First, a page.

Don’t know about y’all, but I’m a social media gal. I’ve used every system I could find for communicating in real time — including but not limited to Skype, Facebook, Twitter, Google Chat, AOL Instant Messenger, Meebo, Yahoo Instant Messenger and two cans with a string and attached keyboards. It makes my work so much more efficient, I’m horrified I ever did without.
So, I guess I’m not terribly surprised that Microsoft put its official corporate seal of approval on the business uses of social networking technology with the purchase of business social networking firm Yammer. The $1.2 billion in cash Microsoft paid for Yammer came as a bit of a surprise to this observer, but maybe I haven’t been paying close enough attention to the “social enterprise” space. Microsoft obviously has been.
Though this may be the biggest deal in the social enterprise space for some time to come, Microsoft isn’t the only company taking this tack. (For example, I know Salesforce.com is pitching the social enterprise take as well.) Let’s face it: the time when socially-networked communication was just for fun has come and gone.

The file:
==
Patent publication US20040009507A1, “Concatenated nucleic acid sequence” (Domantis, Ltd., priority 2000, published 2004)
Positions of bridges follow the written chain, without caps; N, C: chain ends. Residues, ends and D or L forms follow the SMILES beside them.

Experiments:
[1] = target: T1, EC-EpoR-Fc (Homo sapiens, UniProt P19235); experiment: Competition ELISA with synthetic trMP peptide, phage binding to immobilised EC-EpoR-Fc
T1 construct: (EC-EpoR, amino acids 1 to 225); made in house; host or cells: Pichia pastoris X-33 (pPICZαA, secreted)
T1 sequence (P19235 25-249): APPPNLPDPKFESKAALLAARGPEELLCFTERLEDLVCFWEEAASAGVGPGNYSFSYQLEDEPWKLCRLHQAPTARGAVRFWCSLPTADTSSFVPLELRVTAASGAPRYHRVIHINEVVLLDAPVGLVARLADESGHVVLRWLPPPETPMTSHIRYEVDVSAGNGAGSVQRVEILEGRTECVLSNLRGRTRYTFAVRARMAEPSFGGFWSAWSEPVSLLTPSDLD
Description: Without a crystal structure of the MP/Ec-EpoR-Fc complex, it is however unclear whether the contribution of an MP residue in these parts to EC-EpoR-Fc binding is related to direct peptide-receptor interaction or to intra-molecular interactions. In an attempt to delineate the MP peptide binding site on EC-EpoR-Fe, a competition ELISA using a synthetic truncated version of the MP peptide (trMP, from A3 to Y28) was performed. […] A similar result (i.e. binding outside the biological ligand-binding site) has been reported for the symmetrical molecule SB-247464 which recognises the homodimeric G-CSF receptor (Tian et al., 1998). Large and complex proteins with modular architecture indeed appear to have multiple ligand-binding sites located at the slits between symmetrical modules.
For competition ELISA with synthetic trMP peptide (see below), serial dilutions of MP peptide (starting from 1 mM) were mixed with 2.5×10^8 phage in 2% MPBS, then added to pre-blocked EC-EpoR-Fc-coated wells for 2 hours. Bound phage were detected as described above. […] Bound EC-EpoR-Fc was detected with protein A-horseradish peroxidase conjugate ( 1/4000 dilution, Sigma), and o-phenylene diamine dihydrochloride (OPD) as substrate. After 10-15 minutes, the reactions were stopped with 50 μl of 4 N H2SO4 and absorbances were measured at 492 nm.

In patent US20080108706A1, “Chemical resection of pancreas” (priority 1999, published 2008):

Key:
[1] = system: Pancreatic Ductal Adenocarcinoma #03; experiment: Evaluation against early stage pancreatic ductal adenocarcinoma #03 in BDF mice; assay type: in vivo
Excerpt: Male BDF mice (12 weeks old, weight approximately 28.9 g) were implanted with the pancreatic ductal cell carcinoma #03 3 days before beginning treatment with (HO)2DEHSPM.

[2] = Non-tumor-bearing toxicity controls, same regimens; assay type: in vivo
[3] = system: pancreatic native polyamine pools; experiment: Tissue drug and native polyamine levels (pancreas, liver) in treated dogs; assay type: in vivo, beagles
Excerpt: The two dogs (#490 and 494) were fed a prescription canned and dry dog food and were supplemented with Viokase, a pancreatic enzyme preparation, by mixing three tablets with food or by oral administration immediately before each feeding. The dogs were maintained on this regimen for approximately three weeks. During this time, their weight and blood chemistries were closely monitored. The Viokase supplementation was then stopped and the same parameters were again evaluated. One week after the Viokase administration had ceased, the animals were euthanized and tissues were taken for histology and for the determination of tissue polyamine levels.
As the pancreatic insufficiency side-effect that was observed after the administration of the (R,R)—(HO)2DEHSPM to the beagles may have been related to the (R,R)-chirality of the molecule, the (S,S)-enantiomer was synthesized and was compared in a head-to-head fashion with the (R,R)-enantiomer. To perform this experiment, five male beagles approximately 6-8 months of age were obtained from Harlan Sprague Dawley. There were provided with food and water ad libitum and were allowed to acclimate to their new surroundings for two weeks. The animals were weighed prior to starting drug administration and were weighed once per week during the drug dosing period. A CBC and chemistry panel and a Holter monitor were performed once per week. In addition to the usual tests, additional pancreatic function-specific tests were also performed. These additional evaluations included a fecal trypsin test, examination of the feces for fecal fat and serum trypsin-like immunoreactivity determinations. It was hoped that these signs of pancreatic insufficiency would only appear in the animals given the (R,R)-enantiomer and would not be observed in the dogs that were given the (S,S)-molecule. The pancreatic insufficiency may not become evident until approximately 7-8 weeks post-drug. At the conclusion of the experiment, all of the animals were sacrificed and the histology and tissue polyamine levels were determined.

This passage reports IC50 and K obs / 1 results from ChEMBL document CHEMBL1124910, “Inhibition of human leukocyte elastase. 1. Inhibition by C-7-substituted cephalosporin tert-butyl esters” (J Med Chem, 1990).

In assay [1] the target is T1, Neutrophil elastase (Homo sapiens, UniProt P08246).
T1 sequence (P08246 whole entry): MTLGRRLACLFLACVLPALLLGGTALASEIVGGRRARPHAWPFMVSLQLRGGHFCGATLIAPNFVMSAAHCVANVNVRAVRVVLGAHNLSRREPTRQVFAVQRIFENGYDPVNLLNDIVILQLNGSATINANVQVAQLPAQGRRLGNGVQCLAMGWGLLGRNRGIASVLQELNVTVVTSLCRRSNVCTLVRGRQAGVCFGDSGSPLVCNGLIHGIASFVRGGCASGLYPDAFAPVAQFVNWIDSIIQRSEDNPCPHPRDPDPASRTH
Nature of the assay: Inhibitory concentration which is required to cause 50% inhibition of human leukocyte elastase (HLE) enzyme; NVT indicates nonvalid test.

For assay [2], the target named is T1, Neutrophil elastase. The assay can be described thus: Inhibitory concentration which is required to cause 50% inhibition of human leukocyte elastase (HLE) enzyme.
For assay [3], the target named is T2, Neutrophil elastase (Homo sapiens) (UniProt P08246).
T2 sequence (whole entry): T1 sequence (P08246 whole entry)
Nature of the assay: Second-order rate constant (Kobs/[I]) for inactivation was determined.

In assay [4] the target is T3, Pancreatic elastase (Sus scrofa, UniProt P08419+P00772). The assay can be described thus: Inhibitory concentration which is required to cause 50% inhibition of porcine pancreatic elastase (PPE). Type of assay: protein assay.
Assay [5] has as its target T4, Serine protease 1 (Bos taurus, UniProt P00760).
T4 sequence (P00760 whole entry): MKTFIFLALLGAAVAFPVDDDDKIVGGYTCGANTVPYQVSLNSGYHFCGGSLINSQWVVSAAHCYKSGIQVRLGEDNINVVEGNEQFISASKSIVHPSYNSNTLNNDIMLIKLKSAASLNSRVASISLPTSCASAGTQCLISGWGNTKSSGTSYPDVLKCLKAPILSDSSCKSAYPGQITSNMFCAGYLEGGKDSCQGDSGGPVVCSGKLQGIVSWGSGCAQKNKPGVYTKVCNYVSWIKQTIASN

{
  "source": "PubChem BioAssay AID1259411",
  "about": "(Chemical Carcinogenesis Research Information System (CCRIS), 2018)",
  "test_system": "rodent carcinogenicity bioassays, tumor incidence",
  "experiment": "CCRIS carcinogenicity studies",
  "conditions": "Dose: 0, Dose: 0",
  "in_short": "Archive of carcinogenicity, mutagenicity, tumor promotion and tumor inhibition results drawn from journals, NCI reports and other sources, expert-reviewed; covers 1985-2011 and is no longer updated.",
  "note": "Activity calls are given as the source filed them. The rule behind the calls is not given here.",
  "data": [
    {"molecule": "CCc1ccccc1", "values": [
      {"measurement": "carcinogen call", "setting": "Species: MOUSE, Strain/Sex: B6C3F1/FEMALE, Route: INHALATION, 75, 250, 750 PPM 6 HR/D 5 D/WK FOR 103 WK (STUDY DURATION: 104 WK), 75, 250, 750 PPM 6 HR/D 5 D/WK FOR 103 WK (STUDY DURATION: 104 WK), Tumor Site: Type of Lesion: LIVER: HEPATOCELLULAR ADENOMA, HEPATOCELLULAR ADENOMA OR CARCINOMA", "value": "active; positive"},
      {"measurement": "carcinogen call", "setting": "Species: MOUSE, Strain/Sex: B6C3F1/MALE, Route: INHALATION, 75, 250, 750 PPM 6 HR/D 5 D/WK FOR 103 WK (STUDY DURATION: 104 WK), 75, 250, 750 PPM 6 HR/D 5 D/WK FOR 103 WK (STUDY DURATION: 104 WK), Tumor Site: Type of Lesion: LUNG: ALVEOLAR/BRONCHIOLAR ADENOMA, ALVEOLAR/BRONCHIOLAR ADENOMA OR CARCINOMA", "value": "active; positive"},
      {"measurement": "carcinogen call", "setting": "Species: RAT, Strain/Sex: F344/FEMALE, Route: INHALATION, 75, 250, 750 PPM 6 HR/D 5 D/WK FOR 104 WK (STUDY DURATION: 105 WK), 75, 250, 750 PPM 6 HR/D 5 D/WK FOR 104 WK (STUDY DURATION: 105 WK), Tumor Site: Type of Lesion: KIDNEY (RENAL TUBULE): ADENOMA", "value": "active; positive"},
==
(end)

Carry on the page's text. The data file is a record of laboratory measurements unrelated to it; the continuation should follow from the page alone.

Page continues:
And that brings us right around to where we should be, taking another look at how EMR vendors are meeting — or failing to meet — the challenges of the times.
To my knowledge, no EMR vendor has yet incorporated even lightweight social networking tools like IM into their core functioning, despite the immense value such conversations can capture. I know EMR vendors have many, many weighty problems to address just in managing their basic functionality, but we’re not talking about black magic, people. Wouldn’t it make sense to offer new, easy to use, familiar teamwork tools to professionals in an industry that relies on life or death teamwork?
And the market has spoken. With one kajillion and three registered Facebook users out there, a near-Google of Twitter users and multiple millions of heavy LinkedIn users out there, it’s pretty clear that people count on social sharing to conduct their business lives as well as their work lives.
At this point, I think getting some robust social enterprise functions into EMRs is more than sensible. Epic? Cerner? GE? Whaddya say?
P.S. For some ideas on how all of this might work, check out this piece posted on KevinMD.com describing how social media and EMRs may someday merge.